Lately my home has been a coming and going of people which is something I am really enjoying; especially if I can cook for/with them. I always say that for me there are not enough meals in a day to quench my cooking passion (…well almost). Apart from my friends visiting I have been able to meet up with my mother for my weekly lunch and I felt that these aubergine rolls would be a nice idea for the summer which is gently giving room to the autumn light and warm colours. Continue reading

About the aubergine:

It is believed that India is the land of origin of the aubergine/eggplant; yet the earliest accounts of the vegetable are found in China and they come from around the 5th century . Even when it comes to the date of cultivation of the eggplant there is some confusion in the Chinese references. Li-Hui-Lin writes in his Vegetables of Ancient China that records indicate China was growing eggplant in vegetable gardens from 500 BCE; however, they may not have considered it an edible until the second century BCE. Southwest Asia is also taken into consideration when speaking about its origins and this is mainly relevant to the different varieties that can be found there (although there is no proof about this).Besides the origin of the eggplant, what I found interesting is the fact that the aubergine was first used as an ornamental item with its varieties of colours and shapes instead of being consumed (source: http://www.vegparadise.com/highestperch67.html )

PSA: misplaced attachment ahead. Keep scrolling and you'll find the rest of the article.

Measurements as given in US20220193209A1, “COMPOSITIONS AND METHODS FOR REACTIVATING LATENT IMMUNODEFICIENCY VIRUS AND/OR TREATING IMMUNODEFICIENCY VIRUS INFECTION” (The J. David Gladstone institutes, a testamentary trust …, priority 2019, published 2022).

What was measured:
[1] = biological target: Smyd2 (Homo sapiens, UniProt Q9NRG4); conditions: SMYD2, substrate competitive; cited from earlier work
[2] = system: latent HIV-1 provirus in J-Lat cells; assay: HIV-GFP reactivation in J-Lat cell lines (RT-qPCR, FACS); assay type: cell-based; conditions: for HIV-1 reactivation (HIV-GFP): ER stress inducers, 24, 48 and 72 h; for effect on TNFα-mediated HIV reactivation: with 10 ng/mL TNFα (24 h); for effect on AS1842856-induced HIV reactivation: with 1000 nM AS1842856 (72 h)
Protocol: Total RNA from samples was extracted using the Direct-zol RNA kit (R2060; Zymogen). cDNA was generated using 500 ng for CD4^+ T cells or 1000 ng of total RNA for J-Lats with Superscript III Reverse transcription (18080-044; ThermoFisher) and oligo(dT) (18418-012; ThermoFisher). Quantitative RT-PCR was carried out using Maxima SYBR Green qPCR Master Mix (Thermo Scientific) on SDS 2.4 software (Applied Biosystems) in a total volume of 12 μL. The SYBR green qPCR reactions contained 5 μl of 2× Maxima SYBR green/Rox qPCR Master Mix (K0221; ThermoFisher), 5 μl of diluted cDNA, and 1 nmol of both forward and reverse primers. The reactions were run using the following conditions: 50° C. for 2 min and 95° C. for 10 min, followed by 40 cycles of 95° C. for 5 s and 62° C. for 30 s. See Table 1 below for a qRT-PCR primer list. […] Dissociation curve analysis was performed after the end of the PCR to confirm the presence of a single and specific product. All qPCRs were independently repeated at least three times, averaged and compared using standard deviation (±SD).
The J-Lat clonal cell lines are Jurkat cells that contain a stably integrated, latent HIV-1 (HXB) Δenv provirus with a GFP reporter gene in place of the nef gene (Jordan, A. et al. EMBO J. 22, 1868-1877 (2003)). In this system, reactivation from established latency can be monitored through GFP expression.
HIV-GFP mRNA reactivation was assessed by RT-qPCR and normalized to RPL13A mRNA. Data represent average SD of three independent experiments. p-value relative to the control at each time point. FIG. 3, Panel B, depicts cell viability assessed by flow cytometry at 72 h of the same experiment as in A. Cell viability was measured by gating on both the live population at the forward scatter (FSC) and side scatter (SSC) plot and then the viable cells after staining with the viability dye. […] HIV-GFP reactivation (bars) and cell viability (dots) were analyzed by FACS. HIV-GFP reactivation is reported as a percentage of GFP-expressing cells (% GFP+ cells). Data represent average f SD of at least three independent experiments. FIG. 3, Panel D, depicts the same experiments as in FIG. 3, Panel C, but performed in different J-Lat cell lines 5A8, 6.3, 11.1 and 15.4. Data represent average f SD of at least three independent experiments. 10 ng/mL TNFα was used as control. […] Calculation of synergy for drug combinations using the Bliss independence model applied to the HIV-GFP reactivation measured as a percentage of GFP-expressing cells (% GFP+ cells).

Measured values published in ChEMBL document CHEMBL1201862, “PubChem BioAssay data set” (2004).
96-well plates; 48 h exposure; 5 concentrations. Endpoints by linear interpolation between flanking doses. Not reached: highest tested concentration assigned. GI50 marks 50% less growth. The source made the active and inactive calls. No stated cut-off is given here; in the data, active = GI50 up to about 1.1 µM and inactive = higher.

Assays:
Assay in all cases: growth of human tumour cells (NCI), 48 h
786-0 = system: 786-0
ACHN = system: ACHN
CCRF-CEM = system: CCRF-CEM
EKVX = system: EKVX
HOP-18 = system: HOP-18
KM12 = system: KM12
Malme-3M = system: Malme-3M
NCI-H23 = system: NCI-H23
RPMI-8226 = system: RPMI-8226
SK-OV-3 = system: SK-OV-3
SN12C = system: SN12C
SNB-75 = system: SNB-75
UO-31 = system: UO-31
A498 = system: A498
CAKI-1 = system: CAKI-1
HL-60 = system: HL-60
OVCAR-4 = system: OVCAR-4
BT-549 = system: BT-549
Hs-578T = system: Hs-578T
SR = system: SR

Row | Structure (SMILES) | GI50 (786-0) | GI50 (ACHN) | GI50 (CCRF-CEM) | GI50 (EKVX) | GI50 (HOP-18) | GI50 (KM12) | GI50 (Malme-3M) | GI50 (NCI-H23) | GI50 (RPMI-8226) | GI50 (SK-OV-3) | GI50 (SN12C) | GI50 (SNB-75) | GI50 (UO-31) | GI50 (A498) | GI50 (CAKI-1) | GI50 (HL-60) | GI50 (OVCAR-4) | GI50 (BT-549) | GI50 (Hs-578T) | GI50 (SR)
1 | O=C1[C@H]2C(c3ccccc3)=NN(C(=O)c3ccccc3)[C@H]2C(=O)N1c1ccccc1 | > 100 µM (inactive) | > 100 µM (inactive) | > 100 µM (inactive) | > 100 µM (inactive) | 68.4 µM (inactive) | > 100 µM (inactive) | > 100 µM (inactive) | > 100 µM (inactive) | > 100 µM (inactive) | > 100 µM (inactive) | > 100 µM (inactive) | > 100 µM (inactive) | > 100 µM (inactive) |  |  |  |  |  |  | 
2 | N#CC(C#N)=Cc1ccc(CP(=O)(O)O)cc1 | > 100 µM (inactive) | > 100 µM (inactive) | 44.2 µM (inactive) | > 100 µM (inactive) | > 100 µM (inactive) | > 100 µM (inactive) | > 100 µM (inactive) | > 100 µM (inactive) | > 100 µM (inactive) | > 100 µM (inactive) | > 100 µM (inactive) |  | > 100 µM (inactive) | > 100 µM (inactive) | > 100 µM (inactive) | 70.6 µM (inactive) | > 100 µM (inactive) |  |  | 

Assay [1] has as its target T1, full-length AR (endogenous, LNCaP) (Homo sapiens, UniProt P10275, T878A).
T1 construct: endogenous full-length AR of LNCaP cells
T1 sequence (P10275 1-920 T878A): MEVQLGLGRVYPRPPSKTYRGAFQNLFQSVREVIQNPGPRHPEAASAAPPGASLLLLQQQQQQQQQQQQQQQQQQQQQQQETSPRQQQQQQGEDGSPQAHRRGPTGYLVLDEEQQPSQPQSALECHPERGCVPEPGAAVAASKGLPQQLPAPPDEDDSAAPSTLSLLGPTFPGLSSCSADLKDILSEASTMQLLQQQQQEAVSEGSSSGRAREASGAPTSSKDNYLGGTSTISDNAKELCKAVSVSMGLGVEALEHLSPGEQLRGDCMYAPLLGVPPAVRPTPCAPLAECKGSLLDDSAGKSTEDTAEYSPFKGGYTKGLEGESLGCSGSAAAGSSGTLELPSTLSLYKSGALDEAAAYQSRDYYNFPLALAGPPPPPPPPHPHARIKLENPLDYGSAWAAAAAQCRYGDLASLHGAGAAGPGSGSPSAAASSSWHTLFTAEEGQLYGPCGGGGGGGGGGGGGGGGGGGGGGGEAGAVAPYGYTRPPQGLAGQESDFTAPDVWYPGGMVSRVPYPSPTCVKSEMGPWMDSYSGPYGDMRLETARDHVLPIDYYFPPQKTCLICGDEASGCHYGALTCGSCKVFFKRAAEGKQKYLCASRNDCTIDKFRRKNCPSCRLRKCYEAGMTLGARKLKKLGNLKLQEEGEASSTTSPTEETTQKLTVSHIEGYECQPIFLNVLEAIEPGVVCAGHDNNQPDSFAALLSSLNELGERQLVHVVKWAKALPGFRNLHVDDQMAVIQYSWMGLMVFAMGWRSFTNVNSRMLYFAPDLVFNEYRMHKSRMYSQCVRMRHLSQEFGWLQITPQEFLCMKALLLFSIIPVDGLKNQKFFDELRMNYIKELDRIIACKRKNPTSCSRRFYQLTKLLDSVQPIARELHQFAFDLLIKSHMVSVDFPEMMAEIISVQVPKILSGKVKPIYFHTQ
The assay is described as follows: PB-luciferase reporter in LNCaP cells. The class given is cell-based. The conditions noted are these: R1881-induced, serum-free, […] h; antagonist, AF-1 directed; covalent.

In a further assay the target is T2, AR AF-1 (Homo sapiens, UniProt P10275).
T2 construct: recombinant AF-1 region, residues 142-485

Aubergine rolls with a grilled onion vinaigrette - 2 (600 x 400)